After nearly 20 years of planning, construction, delays, and a
dramatically altered flight plan, it's payback time for the nearly
50 researchers involved in the Galileo mission to Jupiter.
Shortly before 3 p.m. PST on Thursday, 746 pounds of human
ingenuity will slam into Jupiter's atmosphere. For 75 minutes, this
probe will relay information about the atmosphere to its mother
ship high above. Then, as it plunges ever deeper into the planet,
climbing temperatures and pressure will vaporize the probe until it
becomes part of the planet itself.
Once the probe finishes its work, the Galileo orbiter will begin
a two-year, 11-orbit study of Jupiter, the solar system's largest
planet, and its moons. It will get close-up looks at Ganymede,
Europa, and Callisto, and longer-range looks at Io and several
Galileo represents "the most complex spacecraft we've ever sent
to the outer planets," says Jay Bergstralh, Galileo program
scientist at the National Aeronautics and Space Administration's
headquarters in Washington, D.C. It also is the second to the last
of its generation of flagship planetary missions. The final
spacecraft in this grouping is the Cassini mission to Saturn,
scheduled for launch next October.
As the critical day approaches, the scientists involved are
mindful of the $1.4 billion mission's stakes. Given the technical
hitches that already have occurred on Galileo, and mindful of the
loss of the Mars Observer just as it was to enter orbit around the
Red Planet in August 1993, they remain wary. "The big thing that
one fears is failure," concedes Alvin Seiff, the principal
investigator on the probe's atmospheric structure instrument.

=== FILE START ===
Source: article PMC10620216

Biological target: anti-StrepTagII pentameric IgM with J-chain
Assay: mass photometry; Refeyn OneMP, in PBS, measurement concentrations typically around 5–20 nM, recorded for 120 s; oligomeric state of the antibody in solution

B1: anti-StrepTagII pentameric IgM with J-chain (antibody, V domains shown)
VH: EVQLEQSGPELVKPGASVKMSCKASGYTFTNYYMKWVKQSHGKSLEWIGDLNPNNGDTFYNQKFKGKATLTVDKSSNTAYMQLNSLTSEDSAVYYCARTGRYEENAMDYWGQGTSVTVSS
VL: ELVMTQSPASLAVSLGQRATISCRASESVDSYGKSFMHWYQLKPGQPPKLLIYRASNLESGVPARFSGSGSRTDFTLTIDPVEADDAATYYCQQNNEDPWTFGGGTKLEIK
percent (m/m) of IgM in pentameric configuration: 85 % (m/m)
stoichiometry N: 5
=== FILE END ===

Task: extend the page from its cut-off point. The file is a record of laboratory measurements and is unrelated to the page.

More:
"We've had good success but we're not home yet. We stand to learn
so much that it sometimes seems worthwhile taking a risk."
The Galileo project's origin dates back to 1976, when a
committee led by James Van Allen proposed the probe-orbiter
combination. Scientists' curiosity had been piqued by the Pioneer
10 and 11 missions that returned the first close-up images of
Jupiter. Meanwhile, the Voyager project had begun, which would send
two spacecraft past Jupiter on their way to the ends of the solar
system. Observations from the two would raise even more questions
about the planet and its moons that only a long-term dedicated
mission could help answer. Once approved, work began on the project
in 1977. Galileo was scheduled for launch from the space shuttle in
The project's complexity soon became apparent. "There were well
over 100 major design changes," Dr. Bergstralh says, centered
around the question of "what we were going to use to launch."
The mission plan originally called for a direct flight to
Jupiter, which would have taken about 2-1/2 years. Designers
settled on a liquid-fuel upper stage that would ignite after the
craft was released from the shuttle's cargo bay. Launch was reset
for March 1986. But in January that year, the shuttle Challenger
exploded 70 seconds into its launch, killing the seven astronauts
on board. The fleet was grounded indefinitely, and the liquid-fuel
upper stage on Galileo was determined to be too dangerous to carry
aboard a shuttle. Galileo planners were forced to use a solid-fuel
upper stage that was too weak for a direct flight. They realized,
however, that what the upper stage couldn't supply, gravity could.
By boosting the spacecraft's energy with the help of a Venus flyby
and two Earth flybys, Jupiter was within reach - albeit in six
years and 2.3 billion miles.
During that extra time en route, Galileo reaped scientific
dividends. In a fitting parallel with its namesake, the Italian
astronomer who discovered moons orbiting Jupiter and so altered
humanity's notions about its place in the universe, the spacecraft
discovered a tiny asteroid, Dactyl, orbiting a larger asteroid,
Ida. That has been Galileo's "most spectacular discovery" to date,
Bergstralh says. …